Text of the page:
In recent years, violations of federal securities laws have become front-page news, including newsworthy acts committed by Bernie Madoff, Wells Fargo, and Merrill Lynch, among others. Typically, governing agencies learn of financial misconduct through sources within securities firms. This article addresses some frequently asked questions about being an SEC whistleblower.
Q: What is a whistleblower?
A whistleblower is a person who brings wrongdoing to the attention of the government or other law enforcement agency. Frequently, whistleblowers are employees who bring to light violations of the law committed by his or her own employer. A variety of federal laws protect whistleblowers. In addition to reporting labor and environmental law violations, employees can report violations of federal securities laws by acting as an SEC whistleblowers.
Q: What is the SEC?
The Securities and Exchange Commission (SEC) is an agency of the federal government that
enforces federal securities laws, proposes new securities rules, and regulates the securities industries and the stock and option exchanges. Violations of federal securities laws committed by employers can be reported by whistleblowers directly to the SEC.
Q: What is the Dodd-Frank Act?
The Dodd-Frank Wall Street Reform and Consumer Protection Act, commonly known as the Dodd-Frank Act, is a federal law passed by President Obama in July 2010. It was a massive overhaul of the financial regulatory system aimed at increasing corporate accountability and compliance and making operations more transparent.
Q: What kinds of activities can I report to the SEC?
A whistleblower can report any violation of the laws regulating consumer finance, corporate and accounting fraud, and commodity and currency exchanges. This includes:
Q: How do I report illegal activity to the SEC?
The SEC has an online portal where you can submit information and become eligible to receive a whistleblower award. The SEC treats these submissions as confidential and non-public.
Q: Can I be fired or punished by my employer for being a SEC whistleblower?
The Dodd-Frank Act expressly prohibits retaliation by employers against whistleblowers, including firing or discriminating against a whistleblower. The Act provides whistleblowers with a private cause of action in the event that they are retaliated against due to their report to the SEC.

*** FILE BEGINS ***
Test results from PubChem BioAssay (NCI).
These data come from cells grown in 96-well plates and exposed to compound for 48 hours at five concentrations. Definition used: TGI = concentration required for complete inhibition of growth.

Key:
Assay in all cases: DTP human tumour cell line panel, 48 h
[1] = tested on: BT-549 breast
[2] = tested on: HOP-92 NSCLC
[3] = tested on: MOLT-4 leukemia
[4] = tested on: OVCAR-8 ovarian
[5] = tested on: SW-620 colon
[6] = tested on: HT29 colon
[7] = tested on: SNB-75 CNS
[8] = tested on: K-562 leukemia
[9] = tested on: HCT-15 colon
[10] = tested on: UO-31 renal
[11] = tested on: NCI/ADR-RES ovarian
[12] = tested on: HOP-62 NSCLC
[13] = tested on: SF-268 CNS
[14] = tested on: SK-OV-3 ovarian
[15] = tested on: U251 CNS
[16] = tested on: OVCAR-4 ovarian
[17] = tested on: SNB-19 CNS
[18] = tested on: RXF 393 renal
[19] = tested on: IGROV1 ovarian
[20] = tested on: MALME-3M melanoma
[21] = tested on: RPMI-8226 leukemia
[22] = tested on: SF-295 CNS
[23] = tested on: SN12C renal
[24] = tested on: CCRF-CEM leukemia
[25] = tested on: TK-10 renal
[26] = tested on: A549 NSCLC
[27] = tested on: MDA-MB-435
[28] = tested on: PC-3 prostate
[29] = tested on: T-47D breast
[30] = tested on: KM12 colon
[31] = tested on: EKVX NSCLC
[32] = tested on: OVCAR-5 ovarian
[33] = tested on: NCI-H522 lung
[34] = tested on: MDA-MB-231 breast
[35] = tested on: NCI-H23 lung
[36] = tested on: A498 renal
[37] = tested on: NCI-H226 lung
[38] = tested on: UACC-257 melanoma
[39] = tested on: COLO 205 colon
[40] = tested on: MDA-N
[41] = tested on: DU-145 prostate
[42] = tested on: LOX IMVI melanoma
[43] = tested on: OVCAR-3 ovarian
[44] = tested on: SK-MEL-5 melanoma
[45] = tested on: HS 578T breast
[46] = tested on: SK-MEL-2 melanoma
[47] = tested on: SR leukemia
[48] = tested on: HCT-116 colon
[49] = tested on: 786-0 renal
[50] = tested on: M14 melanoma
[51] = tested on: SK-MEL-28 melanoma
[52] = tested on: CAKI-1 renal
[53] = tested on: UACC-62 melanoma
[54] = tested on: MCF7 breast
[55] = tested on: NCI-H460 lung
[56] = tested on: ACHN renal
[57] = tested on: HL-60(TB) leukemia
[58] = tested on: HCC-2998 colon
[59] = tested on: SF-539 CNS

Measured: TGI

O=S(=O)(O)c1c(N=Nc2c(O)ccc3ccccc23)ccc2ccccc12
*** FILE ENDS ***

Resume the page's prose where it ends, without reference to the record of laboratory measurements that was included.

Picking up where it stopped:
Q: How does the SEC reward whistleblowers?
As an incentive to whistleblowers, the Dodd-Frank Act provides that the SEC will pay monetary awards to eligible whistleblowers who voluntarily provide the SEC with original information that leads to a successful enforcement action. There’s a similar whistleblower program for the Commodities Futures Trading Commission, which rewards whistleblowers who provide information about violations of federal law in the trading of commodities.
Q: How are monetary awards for whistleblowers calculated?
The Dodd-Frank Act defines "monetary sanctions" to include any monies—including penalties, disgorgement, and interest—ordered to be paid as a result of any action for the violation of federal law, or the settlement of any action. Whistleblowers are entitled to receive an award of 10 percent to 30 percent of the total monetary sanctions collected by the SEC.
Q: What notable monetary awards has the SEC previously paid to whistleblowers?
Since the implementation of the Dodd-Frank Act, there have been several significant monetary awards made to whistleblowers. For example, a Monsanto employee was awarded $22 million for reporting improper accounting practices by the corporation. To date, the largest ever award was issued in September 2014, when the SEC awarded over $30 million to a whistleblower living in a foreign country.
Q: Are any types of people excluded from being Dodd-Frank whistleblowers?
Several types of people are excluded from being whistleblowers under the Dodd-Frank Act. For example, you are excluded if at the time you acquire the information you were a member, officer, or employee of a regulatory agency, the Department of Justice, the Public Accounting Oversight Board, or any law enforcement agency. Also excluded is any person convicted of a criminal violation related to the action under which a whistleblower would have otherwise receive an award.
Q: Can I anonymously report illegal activity to the SEC?
Yes, you can anonymously submit a claim to the SEC. However, the SEC requires that should you decide to make an anonymous report, you be represented by an attorney in connection with the submission.
Speak with an Attorney about Your Whistleblower Case
If you have information about financial misconduct, and are considering issuing a report to the SEC, you may want to first speak with a professional about your likelihood of success. FindLaw can help you find an experienced securities attorney near you.
Contact a securities lawyer to assist with any issues related to securities laws and financial instruments.